Ordinary metal alloys look uniform, but under the microscope they're a multicrystalline crazy quilt. That's because as molten alloys cool, crystals branch out from many points like frost on a window. At high temperatures, alloys are weakest where different crystals abut. To make stronger aircraft-engine parts, scientists at United Technologies Corp.'s Pratt & Whitney Co. in the late 1970s controlled the cooling of molten-nickel alloys so each part was a huge crystal grown from one "seed." That's now the norm for jet-engine parts.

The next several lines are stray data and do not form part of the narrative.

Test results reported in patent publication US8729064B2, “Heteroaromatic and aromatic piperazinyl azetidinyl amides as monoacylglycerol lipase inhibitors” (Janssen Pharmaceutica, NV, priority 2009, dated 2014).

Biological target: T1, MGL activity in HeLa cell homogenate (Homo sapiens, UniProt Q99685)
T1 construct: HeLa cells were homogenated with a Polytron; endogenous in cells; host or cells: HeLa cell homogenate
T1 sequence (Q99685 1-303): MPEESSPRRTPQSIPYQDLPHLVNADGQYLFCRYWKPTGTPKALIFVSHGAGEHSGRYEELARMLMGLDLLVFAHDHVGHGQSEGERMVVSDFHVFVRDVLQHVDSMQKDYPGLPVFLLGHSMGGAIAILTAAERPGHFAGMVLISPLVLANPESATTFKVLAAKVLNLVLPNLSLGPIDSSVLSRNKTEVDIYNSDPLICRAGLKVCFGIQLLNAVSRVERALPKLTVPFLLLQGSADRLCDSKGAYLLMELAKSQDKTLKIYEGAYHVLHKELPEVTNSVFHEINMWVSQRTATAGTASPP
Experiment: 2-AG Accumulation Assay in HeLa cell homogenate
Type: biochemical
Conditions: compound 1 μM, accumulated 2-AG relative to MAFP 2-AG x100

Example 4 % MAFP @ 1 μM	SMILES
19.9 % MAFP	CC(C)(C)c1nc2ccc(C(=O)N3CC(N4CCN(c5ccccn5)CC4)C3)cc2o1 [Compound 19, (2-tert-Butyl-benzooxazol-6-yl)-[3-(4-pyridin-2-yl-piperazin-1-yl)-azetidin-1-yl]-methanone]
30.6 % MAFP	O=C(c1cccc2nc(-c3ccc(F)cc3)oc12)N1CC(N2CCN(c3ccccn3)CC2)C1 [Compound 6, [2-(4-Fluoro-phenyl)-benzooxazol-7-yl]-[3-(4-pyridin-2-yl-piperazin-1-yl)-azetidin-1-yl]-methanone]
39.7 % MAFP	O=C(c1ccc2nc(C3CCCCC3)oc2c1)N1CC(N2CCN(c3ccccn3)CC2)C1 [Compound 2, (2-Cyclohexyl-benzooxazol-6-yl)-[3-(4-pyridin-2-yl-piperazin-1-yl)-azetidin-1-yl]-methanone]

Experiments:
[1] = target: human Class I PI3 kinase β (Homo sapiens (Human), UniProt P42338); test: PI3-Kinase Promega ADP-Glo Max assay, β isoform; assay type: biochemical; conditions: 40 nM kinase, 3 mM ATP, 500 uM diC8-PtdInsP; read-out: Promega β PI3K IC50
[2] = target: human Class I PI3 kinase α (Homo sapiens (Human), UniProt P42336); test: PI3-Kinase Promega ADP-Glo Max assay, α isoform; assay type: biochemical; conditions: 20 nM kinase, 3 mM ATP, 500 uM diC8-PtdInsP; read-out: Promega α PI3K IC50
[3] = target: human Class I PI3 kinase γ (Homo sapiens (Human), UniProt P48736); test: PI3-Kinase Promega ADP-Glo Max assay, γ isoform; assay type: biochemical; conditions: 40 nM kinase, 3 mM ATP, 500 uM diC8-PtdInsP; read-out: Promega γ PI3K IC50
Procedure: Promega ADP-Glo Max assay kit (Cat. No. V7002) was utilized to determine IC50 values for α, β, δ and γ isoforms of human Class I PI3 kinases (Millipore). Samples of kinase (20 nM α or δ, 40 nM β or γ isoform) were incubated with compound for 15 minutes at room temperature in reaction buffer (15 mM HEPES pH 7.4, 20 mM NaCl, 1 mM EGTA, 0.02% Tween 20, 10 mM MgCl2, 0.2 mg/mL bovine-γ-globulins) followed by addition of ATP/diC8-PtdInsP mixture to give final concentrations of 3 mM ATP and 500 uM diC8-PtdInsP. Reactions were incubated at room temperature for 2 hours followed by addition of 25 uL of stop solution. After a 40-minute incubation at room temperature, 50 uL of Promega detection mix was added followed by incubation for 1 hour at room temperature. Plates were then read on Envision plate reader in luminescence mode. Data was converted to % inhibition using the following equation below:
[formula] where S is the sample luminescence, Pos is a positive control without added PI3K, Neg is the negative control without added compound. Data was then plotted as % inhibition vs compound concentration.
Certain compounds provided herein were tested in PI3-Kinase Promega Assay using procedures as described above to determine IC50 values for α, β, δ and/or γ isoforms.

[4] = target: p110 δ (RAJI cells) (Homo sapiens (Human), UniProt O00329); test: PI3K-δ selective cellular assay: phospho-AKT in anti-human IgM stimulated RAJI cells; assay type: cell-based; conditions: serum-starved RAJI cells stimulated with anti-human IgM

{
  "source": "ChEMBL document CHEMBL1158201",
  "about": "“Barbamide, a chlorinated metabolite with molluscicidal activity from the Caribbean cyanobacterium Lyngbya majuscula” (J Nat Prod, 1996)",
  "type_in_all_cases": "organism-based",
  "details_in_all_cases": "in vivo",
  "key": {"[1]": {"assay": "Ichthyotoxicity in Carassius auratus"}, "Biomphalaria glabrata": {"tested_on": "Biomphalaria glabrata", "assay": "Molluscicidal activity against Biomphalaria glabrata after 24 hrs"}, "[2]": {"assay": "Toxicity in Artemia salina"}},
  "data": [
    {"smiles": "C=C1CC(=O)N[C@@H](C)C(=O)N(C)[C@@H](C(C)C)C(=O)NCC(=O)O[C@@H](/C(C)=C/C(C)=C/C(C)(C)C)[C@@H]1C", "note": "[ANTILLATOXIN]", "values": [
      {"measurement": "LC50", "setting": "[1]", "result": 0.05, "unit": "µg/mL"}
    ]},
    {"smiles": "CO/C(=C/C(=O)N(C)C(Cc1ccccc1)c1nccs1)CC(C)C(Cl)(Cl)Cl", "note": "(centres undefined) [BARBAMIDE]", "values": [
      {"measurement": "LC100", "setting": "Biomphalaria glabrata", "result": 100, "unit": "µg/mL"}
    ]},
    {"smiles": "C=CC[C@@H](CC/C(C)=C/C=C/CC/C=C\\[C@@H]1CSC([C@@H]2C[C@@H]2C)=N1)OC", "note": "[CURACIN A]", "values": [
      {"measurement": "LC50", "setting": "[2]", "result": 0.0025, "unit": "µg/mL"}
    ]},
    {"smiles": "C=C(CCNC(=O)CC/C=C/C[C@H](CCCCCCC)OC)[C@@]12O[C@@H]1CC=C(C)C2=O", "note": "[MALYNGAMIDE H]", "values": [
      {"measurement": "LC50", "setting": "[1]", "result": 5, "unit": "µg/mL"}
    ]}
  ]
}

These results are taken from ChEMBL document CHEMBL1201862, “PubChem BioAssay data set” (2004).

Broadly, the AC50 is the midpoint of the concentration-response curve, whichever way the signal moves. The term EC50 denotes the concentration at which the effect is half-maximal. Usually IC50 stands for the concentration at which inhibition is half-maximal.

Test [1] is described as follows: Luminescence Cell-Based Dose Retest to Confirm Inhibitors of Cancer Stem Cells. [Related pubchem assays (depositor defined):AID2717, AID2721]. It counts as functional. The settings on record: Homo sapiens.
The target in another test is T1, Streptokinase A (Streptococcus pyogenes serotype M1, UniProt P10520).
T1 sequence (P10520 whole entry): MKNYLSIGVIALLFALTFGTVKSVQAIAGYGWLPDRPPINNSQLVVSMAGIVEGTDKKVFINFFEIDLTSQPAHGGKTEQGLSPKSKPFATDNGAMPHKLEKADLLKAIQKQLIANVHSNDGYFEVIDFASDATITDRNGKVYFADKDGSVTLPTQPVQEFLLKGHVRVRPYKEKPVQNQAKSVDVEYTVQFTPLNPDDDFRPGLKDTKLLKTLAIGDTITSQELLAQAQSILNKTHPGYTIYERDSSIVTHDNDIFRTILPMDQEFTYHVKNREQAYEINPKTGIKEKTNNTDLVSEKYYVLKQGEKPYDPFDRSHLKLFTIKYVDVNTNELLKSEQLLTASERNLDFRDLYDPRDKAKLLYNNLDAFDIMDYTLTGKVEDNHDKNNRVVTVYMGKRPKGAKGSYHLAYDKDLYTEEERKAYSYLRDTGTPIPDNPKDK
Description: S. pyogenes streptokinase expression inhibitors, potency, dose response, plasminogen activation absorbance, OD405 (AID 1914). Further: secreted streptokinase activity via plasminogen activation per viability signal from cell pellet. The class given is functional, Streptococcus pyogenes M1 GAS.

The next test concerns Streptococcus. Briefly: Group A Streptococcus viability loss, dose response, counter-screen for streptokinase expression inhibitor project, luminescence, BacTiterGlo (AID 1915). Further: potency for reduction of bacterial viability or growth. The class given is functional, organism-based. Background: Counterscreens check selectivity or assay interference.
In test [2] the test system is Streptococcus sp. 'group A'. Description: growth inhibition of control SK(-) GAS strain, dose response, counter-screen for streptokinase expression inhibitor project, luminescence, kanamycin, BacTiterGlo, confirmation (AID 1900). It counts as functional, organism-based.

Howmet Corp. in Greenwich, Conn., a unit of France's Pechiney that makes single-crystal parts for jet engines, hopes to use the technique for the much bigger blades and vanes used in power-generation turbines. Single-crystal parts would allow turbines to run hotter, improving efficiency. Blades in a big power turbine are a foot or longer, compared with just a few inches for a jet engine. That much molten metal tends to deform ceramic molds and cool unevenly, so multiple crystals form. Now, Howmet is developing rigid, more durable molds and better furnace controls that guide the crystal to grow from a single seed. It has made parts as long as two feet but not yet in large quantities.